Road after Gideon: Rights of the Indigent
March 25, 2013
As a young lawyer in his 20s working for the Florida attorney general in Tallahassee 50 years ago, a Stetson University College of Law graduate named Bruce Jacob was assigned to represent the respondent in a Supreme Court case that made history.
The Court’s landmark decision on March 18, 1963, regarding the right to a fair trial in Gideon v. Wainwright was the impetus for the idea of public defenders. Jacob, now a professor and dean emeritus at Stetson University College of Law, was inspired to dedicate the next 50 years of his life to handling cases for indigent clients.
Shortly after the decision in Gideon, Jacob said he signed up as a volunteer public defender, one of the first in the state.
“I just thought it was the right thing to do,” Jacob explained.
After joining the faculty at Emory University School of Law in 1965, Jacob established the Legal Assistance for Inmates Program at the Atlanta Penitentiary. In just the first two weeks after its launch, more than 750 inmates approached the program for assistance. Jacob supervised the program and 53 students who volunteered to work on cases. In 1969, Jacob took a federal prisoner’s case to the Supreme Court and won the case for the petitioner in Kaufman v. United States.
While studying at Harvard Law School, Jacob helped start the Harvard Prison Legal Assistance Project. Through the Community Legal Assistance Office in Cambridge, Mass., Jacob supervised law students defending criminal cases and representing indigent people.
Jacob fought for the rights of the indigent throughout his teaching career. He has taught 20 different law school courses over the past 48 years. Jacob currently teaches courses on constitutional law, administrative law, criminal law and criminal procedure at Stetson University, where he has received hundreds of letters from inmates and lawyers through the years requesting his expertise.
Jacob is taking one inmate’s case, the case of Dwight Roberts, to the Florida Supreme Court. That case involves a sentence that was imposed on the basis of an unconstitutional statute, Jacob said.
Recently, Jacob also took the clemency case of Jerome Davis, referred to him by the Public Defender’s Office. A non-violent offender, Davis was convicted multiple times for selling cocaine or fake cocaine and sentenced in 1991 to life in prison, the highest penalty allowed. Jacob estimated that the combined sum of money Davis made from all drug sales was $70 and that tax-payers have spent approximately $30K a year on Davis’ prison stay over the past 20 years.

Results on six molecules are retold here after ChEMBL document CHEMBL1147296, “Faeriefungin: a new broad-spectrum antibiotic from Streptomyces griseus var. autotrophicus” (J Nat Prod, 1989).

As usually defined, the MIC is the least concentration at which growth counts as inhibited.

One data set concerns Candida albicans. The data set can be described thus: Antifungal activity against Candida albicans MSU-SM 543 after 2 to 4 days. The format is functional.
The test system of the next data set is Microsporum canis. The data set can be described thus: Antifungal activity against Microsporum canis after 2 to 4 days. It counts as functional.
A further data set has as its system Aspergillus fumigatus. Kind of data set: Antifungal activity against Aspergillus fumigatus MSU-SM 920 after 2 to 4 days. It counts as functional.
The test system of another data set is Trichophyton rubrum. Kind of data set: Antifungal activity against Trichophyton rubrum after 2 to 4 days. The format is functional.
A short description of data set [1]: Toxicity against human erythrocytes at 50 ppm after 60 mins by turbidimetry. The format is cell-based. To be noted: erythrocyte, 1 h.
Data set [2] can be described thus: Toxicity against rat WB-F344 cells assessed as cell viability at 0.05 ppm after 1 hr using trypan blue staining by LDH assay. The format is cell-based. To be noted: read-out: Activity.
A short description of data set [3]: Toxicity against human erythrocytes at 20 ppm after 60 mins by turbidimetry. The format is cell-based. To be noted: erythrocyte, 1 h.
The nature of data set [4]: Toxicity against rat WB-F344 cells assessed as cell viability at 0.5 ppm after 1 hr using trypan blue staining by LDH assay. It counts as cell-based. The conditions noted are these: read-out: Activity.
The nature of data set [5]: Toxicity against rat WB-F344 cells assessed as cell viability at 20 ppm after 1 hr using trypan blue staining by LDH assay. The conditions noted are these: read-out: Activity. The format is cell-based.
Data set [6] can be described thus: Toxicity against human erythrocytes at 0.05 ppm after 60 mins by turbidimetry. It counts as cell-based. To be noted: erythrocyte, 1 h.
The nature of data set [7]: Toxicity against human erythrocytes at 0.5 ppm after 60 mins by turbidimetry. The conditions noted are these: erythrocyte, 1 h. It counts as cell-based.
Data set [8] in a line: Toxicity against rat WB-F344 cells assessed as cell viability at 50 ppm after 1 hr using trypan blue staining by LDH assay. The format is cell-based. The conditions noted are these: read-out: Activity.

“Sentences in the U.S. are longer than in any other country in the world,” Jacob said.
Jacob is asking Florida’s clemency board to consider whether Davis’ life-sentence fits his crime, the same sentence defendants convicted of sexual battery, child molestation, and murder have received. Ultimately, the state attorney general, Commissioner of Agriculture and governor will review the clemency application that he filed on May 30, 2012, Jacob said.
One obstacle to shorter prison sentences for non-violent offenders like Davis, Jacob said, could be opposition from the prison industry itself, which supports employees who are caretakers of long-term prisoners. Another obstacle is the struggle to provide indigent people with adequate counsel.
Fifty years after Gideon, Jacob said that public defender offices are underfunded and lawyers are overwhelmed with cases.
“The justice system requires ethical prosecutors and solid defense lawyers,” Jacob said “Without criminal defense lawyers, the justice system disintegrates.”
Jacob is appealing Dwight Roberts’ case in April.
Click here for more information on this multimedia website.
“Remembering Gideon’s Lawyers”
By Professor Bruce Jacob
Published in The Champion, June 2012
“Memories of and Reflections about Gideon v. Wainwright”
By Professor Bruce Jacob
Published in Stetson Law Review, Fall 2003
“Fifty years after Gideon, lawyers still struggle to provide counsel to the indigent”
By Mark Walsh
Published in the ABA Journal, March 2013
“So You Want to Learn More About the Gideon Case?”
By Andrew Cohen
Published in the Atlantic, March 2013